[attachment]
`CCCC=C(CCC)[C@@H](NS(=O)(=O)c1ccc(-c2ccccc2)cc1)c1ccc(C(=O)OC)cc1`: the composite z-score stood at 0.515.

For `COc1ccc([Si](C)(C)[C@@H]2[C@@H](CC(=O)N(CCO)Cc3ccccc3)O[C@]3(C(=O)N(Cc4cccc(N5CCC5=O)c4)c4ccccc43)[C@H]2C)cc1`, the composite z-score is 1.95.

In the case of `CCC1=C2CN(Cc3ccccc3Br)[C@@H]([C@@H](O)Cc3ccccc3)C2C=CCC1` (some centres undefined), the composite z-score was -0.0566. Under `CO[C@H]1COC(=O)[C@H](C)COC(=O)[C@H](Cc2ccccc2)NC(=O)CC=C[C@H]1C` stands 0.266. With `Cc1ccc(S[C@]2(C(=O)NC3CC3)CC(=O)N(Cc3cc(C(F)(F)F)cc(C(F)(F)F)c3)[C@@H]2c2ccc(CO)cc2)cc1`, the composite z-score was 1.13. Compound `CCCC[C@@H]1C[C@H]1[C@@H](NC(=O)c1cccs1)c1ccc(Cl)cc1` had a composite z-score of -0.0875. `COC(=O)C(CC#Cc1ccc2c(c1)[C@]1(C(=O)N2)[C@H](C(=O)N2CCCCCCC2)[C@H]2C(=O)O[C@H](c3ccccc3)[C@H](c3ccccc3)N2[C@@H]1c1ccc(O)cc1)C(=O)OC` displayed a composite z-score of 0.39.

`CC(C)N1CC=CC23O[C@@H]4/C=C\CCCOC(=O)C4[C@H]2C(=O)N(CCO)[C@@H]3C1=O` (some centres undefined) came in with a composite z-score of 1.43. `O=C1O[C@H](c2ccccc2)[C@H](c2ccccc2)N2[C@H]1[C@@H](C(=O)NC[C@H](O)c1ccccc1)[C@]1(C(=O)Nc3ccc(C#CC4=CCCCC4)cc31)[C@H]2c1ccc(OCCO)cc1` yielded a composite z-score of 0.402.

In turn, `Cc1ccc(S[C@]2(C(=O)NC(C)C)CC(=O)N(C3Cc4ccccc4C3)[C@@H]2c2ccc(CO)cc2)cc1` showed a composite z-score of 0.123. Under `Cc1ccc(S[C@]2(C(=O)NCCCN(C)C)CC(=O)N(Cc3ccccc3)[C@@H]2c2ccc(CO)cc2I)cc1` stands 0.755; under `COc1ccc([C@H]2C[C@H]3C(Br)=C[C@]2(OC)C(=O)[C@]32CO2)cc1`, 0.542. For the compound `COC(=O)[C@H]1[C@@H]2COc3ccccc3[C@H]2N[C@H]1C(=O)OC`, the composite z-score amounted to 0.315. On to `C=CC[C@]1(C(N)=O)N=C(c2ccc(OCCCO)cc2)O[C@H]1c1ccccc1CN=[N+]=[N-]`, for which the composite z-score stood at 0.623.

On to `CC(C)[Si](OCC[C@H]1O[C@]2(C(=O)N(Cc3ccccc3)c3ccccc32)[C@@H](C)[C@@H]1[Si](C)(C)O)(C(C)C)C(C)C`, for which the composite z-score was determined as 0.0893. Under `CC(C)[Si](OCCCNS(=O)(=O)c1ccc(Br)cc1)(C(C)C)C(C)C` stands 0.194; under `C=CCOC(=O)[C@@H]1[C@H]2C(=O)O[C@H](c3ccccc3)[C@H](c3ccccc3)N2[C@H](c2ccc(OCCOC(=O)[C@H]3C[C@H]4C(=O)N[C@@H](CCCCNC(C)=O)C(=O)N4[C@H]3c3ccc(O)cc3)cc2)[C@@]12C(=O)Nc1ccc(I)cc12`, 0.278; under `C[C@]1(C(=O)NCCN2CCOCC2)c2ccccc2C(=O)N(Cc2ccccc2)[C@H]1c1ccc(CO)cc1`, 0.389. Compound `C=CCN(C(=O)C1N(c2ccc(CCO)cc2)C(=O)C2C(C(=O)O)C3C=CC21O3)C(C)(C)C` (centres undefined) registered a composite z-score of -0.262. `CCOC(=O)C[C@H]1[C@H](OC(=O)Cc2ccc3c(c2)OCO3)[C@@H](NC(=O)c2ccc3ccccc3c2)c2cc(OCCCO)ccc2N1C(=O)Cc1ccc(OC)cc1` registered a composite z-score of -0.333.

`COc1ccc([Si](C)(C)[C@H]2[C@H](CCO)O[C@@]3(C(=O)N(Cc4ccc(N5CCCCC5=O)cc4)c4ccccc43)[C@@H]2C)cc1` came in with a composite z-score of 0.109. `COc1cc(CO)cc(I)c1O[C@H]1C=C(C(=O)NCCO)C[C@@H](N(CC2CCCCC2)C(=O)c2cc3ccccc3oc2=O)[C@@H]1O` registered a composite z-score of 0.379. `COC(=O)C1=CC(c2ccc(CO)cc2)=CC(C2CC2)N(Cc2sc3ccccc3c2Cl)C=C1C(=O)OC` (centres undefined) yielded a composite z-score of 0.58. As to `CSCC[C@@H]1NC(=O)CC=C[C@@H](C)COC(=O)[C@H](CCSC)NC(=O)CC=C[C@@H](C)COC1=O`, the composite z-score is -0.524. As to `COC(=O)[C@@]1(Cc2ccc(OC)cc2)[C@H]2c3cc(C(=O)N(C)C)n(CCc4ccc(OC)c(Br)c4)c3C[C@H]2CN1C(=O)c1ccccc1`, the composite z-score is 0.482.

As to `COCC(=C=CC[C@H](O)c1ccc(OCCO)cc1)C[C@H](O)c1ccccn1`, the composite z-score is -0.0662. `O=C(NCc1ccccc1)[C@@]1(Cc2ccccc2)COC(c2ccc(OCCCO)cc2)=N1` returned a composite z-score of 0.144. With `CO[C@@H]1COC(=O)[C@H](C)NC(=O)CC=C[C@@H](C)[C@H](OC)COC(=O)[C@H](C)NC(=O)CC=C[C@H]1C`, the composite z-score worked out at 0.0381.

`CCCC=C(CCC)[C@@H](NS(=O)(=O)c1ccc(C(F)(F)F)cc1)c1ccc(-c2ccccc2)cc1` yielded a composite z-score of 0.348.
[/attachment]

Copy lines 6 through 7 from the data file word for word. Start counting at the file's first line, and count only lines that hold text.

On to `CC(C)[Si](OCC[C@H]1O[C@]2(C(=O)N(Cc3ccccc3)c3ccccc32)[C@@H](C)[C@@H]1[Si](C)(C)O)(C(C)C)C(C)C`, for which the composite z-score was determined as 0.0893. Under `CC(C)[Si](OCCCNS(=O)(=O)c1ccc(Br)cc1)(C(C)C)C(C)C` stands 0.194; under `C=CCOC(=O)[C@@H]1[C@H]2C(=O)O[C@H](c3ccccc3)[C@H](c3ccccc3)N2[C@H](c2ccc(OCCOC(=O)[C@H]3C[C@H]4C(=O)N[C@@H](CCCCNC(C)=O)C(=O)N4[C@H]3c3ccc(O)cc3)cc2)[C@@]12C(=O)Nc1ccc(I)cc12`, 0.278; under `C[C@]1(C(=O)NCCN2CCOCC2)c2ccccc2C(=O)N(Cc2ccccc2)[C@H]1c1ccc(CO)cc1`, 0.389. Compound `C=CCN(C(=O)C1N(c2ccc(CCO)cc2)C(=O)C2C(C(=O)O)C3C=CC21O3)C(C)(C)C` (centres undefined) registered a composite z-score of -0.262. `CCOC(=O)C[C@H]1[C@H](OC(=O)Cc2ccc3c(c2)OCO3)[C@@H](NC(=O)c2ccc3ccccc3c2)c2cc(OCCCO)ccc2N1C(=O)Cc1ccc(OC)cc1` registered a composite z-score of -0.333.

`COc1ccc([Si](C)(C)[C@H]2[C@H](CCO)O[C@@]3(C(=O)N(Cc4ccc(N5CCCCC5=O)cc4)c4ccccc43)[C@@H]2C)cc1` came in with a composite z-score of 0.109. `COc1cc(CO)cc(I)c1O[C@H]1C=C(C(=O)NCCO)C[C@@H](N(CC2CCCCC2)C(=O)c2cc3ccccc3oc2=O)[C@@H]1O` registered a composite z-score of 0.379. `COC(=O)C1=CC(c2ccc(CO)cc2)=CC(C2CC2)N(Cc2sc3ccccc3c2Cl)C=C1C(=O)OC` (centres undefined) yielded a composite z-score of 0.58. As to `CSCC[C@@H]1NC(=O)CC=C[C@@H](C)COC(=O)[C@H](CCSC)NC(=O)CC=C[C@@H](C)COC1=O`, the composite z-score is -0.524. As to `COC(=O)[C@@]1(Cc2ccc(OC)cc2)[C@H]2c3cc(C(=O)N(C)C)n(CCc4ccc(OC)c(Br)c4)c3C[C@H]2CN1C(=O)c1ccccc1`, the composite z-score is 0.482.